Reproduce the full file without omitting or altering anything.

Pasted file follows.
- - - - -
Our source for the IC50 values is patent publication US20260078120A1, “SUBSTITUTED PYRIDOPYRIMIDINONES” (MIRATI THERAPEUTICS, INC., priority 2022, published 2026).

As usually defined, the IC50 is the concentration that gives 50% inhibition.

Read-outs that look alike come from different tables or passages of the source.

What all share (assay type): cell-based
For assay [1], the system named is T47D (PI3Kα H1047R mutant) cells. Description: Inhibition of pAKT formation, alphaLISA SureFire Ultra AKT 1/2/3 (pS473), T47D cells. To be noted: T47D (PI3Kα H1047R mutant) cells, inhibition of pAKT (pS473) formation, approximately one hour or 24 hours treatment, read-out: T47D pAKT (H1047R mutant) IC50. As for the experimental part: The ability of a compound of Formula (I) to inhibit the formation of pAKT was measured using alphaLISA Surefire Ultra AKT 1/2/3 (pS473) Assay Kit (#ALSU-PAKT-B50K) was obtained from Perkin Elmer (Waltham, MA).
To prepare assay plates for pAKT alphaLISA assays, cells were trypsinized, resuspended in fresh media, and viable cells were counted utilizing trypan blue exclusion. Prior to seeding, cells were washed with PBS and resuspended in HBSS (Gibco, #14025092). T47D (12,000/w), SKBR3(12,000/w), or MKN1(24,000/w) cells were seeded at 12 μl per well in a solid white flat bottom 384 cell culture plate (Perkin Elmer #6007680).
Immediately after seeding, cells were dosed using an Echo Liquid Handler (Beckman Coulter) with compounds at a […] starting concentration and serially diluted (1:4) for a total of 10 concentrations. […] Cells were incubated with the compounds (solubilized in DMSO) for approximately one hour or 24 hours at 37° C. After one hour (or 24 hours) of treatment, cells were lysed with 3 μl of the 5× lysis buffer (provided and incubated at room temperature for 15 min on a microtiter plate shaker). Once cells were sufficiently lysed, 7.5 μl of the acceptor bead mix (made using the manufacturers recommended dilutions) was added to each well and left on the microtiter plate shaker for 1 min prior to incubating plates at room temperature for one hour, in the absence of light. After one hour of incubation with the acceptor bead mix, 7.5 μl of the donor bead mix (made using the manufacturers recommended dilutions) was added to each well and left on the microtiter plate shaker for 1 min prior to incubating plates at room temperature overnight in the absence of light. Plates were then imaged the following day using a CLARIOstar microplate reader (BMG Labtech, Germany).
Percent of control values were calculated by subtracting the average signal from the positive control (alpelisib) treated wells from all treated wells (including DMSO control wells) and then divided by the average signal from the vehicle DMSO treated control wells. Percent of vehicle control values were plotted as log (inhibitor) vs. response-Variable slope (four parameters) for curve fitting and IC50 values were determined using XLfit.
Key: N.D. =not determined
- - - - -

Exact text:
Our source for the IC50 values is patent publication US20260078120A1, “SUBSTITUTED PYRIDOPYRIMIDINONES” (MIRATI THERAPEUTICS, INC., priority 2022, published 2026).

As usually defined, the IC50 is the concentration that gives 50% inhibition.

Read-outs that look alike come from different tables or passages of the source.

What all share (assay type): cell-based
For assay [1], the system named is T47D (PI3Kα H1047R mutant) cells. Description: Inhibition of pAKT formation, alphaLISA SureFire Ultra AKT 1/2/3 (pS473), T47D cells. To be noted: T47D (PI3Kα H1047R mutant) cells, inhibition of pAKT (pS473) formation, approximately one hour or 24 hours treatment, read-out: T47D pAKT (H1047R mutant) IC50. As for the experimental part: The ability of a compound of Formula (I) to inhibit the formation of pAKT was measured using alphaLISA Surefire Ultra AKT 1/2/3 (pS473) Assay Kit (#ALSU-PAKT-B50K) was obtained from Perkin Elmer (Waltham, MA).
To prepare assay plates for pAKT alphaLISA assays, cells were trypsinized, resuspended in fresh media, and viable cells were counted utilizing trypan blue exclusion. Prior to seeding, cells were washed with PBS and resuspended in HBSS (Gibco, #14025092). T47D (12,000/w), SKBR3(12,000/w), or MKN1(24,000/w) cells were seeded at 12 μl per well in a solid white flat bottom 384 cell culture plate (Perkin Elmer #6007680).
Immediately after seeding, cells were dosed using an Echo Liquid Handler (Beckman Coulter) with compounds at a […] starting concentration and serially diluted (1:4) for a total of 10 concentrations. […] Cells were incubated with the compounds (solubilized in DMSO) for approximately one hour or 24 hours at 37° C. After one hour (or 24 hours) of treatment, cells were lysed with 3 μl of the 5× lysis buffer (provided and incubated at room temperature for 15 min on a microtiter plate shaker). Once cells were sufficiently lysed, 7.5 μl of the acceptor bead mix (made using the manufacturers recommended dilutions) was added to each well and left on the microtiter plate shaker for 1 min prior to incubating plates at room temperature for one hour, in the absence of light. After one hour of incubation with the acceptor bead mix, 7.5 μl of the donor bead mix (made using the manufacturers recommended dilutions) was added to each well and left on the microtiter plate shaker for 1 min prior to incubating plates at room temperature overnight in the absence of light. Plates were then imaged the following day using a CLARIOstar microplate reader (BMG Labtech, Germany).
Percent of control values were calculated by subtracting the average signal from the positive control (alpelisib) treated wells from all treated wells (including DMSO control wells) and then divided by the average signal from the vehicle DMSO treated control wells. Percent of vehicle control values were plotted as log (inhibitor) vs. response-Variable slope (four parameters) for curve fitting and IC50 values were determined using XLfit.
Key: N.D. =not determined